Single degree (physics) or combined degree (physics/engineering)

In summary, the person is considering switching to a combined degree in Bachelor of Science/Bachelor of Engineering and is weighing the pros and cons of this decision. They are concerned about the impact on their chances of getting a job and their plans to pursue a PhD in physics. Ultimately, the decision depends on the kind of job they want and if they are serious about pursuing a PhD in physics. Having a Bachelor of Science in an accredited engineering program is needed for Professional Engineer certification and may be required for higher-level jobs. However, if the person is more interested in working in industry rather than at a university, a combined degree and PhD in physics may give them an advantage. It may also allow them to focus more on physics. Overall, the decision should
  • #1
Sheogorath
2
0
Hi,



I have completed second year of bachelor of science degree, and I am considering switching to a combined degree bachelor of science/bachelor of engineering.

If I decide to do only one degree (science, major in physics), it would take me another year to complete Bachelor of science, and then honours year. (Therefore, to complete science(honours) degree would take me two years). If I decide to do combined degree, it will take me 3 more years (+a few courses I would take over the summer). If I do combined degree, I would not do honours year in physics.

My plan is to do a phd in physics after completing my degree (regardless of whether I do a combined degree or just science+honours year). (They told me that doing honours year in physics is not required, that doing science/engineering combined degree is sufficient.)

The main reason why I might switch to a combined degree is to increase my chances of getting a job.



My question is whether switching to a combined degree would really be good decision. Completing my undergraduate study would take a year longer and would, of course, cost more money. Also, I don’t get to do a honours year in physics.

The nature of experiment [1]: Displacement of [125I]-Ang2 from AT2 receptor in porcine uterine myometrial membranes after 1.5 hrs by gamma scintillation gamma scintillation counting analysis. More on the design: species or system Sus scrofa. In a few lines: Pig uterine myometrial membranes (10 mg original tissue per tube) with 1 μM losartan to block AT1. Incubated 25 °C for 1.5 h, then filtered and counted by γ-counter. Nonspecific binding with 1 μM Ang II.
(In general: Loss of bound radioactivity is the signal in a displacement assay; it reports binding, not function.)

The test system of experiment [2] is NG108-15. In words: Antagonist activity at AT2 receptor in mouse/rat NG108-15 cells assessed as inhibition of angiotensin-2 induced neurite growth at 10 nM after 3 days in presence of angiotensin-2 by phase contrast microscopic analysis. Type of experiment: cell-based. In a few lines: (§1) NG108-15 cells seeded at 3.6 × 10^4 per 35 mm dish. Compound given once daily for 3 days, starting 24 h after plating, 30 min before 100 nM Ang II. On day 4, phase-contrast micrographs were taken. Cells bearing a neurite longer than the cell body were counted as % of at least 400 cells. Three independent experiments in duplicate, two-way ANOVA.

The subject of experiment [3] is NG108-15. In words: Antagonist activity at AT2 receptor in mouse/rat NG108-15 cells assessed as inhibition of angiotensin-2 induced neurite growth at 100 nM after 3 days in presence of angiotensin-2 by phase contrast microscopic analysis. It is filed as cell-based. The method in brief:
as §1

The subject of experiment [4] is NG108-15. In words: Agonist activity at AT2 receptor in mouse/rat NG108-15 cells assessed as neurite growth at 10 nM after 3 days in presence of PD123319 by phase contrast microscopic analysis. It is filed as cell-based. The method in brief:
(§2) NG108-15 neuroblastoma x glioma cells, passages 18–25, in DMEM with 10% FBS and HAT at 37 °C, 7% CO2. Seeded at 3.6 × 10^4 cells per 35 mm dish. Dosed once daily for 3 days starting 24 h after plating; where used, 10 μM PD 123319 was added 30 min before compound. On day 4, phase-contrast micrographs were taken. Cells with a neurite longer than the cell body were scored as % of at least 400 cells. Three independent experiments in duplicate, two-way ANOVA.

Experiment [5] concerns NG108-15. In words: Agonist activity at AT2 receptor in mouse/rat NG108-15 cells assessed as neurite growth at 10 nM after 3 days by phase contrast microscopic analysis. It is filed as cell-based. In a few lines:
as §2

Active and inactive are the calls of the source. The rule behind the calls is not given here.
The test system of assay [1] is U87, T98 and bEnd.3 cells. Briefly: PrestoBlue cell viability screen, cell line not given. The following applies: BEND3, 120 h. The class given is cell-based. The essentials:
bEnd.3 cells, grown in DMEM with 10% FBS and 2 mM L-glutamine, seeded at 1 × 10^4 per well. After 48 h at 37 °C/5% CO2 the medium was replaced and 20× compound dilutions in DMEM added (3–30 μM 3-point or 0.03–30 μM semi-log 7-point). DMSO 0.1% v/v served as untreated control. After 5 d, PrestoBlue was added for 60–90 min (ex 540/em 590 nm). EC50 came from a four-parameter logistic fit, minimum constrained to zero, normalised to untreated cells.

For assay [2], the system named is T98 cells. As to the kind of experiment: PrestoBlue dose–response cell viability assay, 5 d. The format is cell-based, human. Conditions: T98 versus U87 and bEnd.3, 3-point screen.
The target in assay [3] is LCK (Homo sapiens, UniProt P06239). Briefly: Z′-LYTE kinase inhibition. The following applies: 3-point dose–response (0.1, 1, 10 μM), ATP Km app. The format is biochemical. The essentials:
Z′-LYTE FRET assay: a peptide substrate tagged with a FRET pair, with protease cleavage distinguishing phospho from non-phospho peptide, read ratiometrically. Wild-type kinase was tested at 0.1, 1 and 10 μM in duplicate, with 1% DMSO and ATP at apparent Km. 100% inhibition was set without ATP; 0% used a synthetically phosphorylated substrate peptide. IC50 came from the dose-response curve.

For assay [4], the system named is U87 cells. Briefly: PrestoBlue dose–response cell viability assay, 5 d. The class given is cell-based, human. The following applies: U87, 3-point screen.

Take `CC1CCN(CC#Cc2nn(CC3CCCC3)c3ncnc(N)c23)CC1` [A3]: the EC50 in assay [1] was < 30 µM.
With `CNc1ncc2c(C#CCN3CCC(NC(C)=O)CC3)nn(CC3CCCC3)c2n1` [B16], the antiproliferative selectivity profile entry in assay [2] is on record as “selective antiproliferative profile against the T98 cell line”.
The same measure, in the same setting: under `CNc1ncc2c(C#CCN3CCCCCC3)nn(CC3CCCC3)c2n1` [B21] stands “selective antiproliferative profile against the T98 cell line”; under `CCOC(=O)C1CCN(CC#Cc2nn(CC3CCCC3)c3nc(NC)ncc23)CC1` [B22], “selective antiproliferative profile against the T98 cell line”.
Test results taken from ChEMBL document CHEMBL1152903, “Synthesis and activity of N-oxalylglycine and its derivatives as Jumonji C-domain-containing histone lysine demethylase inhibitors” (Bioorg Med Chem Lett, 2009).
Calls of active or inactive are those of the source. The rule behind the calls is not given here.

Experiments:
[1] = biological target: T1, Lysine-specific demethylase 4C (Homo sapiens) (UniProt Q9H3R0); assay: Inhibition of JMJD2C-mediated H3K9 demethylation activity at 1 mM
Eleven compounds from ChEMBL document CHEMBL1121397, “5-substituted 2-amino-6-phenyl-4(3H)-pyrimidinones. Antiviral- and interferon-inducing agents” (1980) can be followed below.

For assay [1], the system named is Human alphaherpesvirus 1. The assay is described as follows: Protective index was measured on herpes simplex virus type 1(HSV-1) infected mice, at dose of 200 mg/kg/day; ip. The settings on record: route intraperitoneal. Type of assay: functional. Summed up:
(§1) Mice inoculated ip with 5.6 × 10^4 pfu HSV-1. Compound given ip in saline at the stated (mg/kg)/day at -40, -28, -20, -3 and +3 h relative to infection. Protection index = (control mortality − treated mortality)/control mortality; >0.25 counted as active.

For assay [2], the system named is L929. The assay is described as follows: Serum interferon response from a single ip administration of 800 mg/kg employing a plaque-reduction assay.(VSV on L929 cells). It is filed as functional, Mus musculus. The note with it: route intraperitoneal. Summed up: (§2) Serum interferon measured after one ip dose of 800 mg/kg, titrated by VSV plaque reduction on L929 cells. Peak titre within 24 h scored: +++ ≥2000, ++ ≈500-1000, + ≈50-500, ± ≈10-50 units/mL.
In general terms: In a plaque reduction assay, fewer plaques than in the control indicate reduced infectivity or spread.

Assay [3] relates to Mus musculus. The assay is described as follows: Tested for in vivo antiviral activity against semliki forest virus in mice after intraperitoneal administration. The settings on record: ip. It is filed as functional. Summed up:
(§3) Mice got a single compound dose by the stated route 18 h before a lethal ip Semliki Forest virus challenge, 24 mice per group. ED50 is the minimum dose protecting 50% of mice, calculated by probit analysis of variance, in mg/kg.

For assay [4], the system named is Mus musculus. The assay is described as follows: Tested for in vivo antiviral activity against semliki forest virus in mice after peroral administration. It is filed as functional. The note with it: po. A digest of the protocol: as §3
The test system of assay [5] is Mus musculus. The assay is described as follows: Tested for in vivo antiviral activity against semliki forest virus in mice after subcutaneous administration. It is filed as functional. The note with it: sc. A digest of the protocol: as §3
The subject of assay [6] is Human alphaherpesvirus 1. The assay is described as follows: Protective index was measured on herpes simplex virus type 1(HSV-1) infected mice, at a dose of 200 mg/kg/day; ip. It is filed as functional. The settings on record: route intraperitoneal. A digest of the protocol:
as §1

After completing my education I will have a combined undergraduate degree in science/engineering and a phd in physics. (with honours in engineering and no honours in science)
Would that degree make it easier for me to get a job than Bachelor of science(honours) and a phd in physics?
 
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  • #2
Ultimately this depends on the kind of job you want to get. If you want to do engineering, then obviously it makes sense to take the engineering route. If you're serious about pursuing a PhD in physics and then moving into academia, your undergraduate course won't really matter as long as it (and your overall performance in it) is sufficient to you into the PhD program you want.
 
  • #3
At this point, having a BS in an accredited engineering program is needed to receive your Professional Engineer (PE) certification. (I think this is due to change in 2010 to include people with a certain number of master's level credits in an accredited engineering program and a BS degree in a science, but I don't guarantee that.) Some higher-level jobs might require you to be a PE. Presently you usually work for a few years before seeking accreditation, so entry-level jobs aren't effected except perhaps by reputation of your degree/training.
 
  • #4
A somewhat related question:

I'm in the early stages of planning out exactly how to major when I transfer to a 4 year university next year, with the idea of going to grad school afterward.

Would a grad school generally prefer to see a double major, even if the second major isn't directly related to the grad program?

I'll give the specific example I'm thinking of:

Astrophysics: http://www.towson.edu/physics/physics/PHYS_ASTRO.asp

Then, since there is a lot of overlap and it would only take about another year:

Earth-Space Sciences: http://www.towson.edu/physics/geosciences/GEO_ESS.asp

Would the extra classes in geology help with entry to an astronomy or astrophysics grad program?
 
  • #5
Choppy said:
Ultimately this depends on the kind of job you want to get. If you want to do engineering, then obviously it makes sense to take the engineering route. If you're serious about pursuing a PhD in physics and then moving into academia, your undergraduate course won't really matter as long as it (and your overall performance in it) is sufficient to you into the PhD program you want.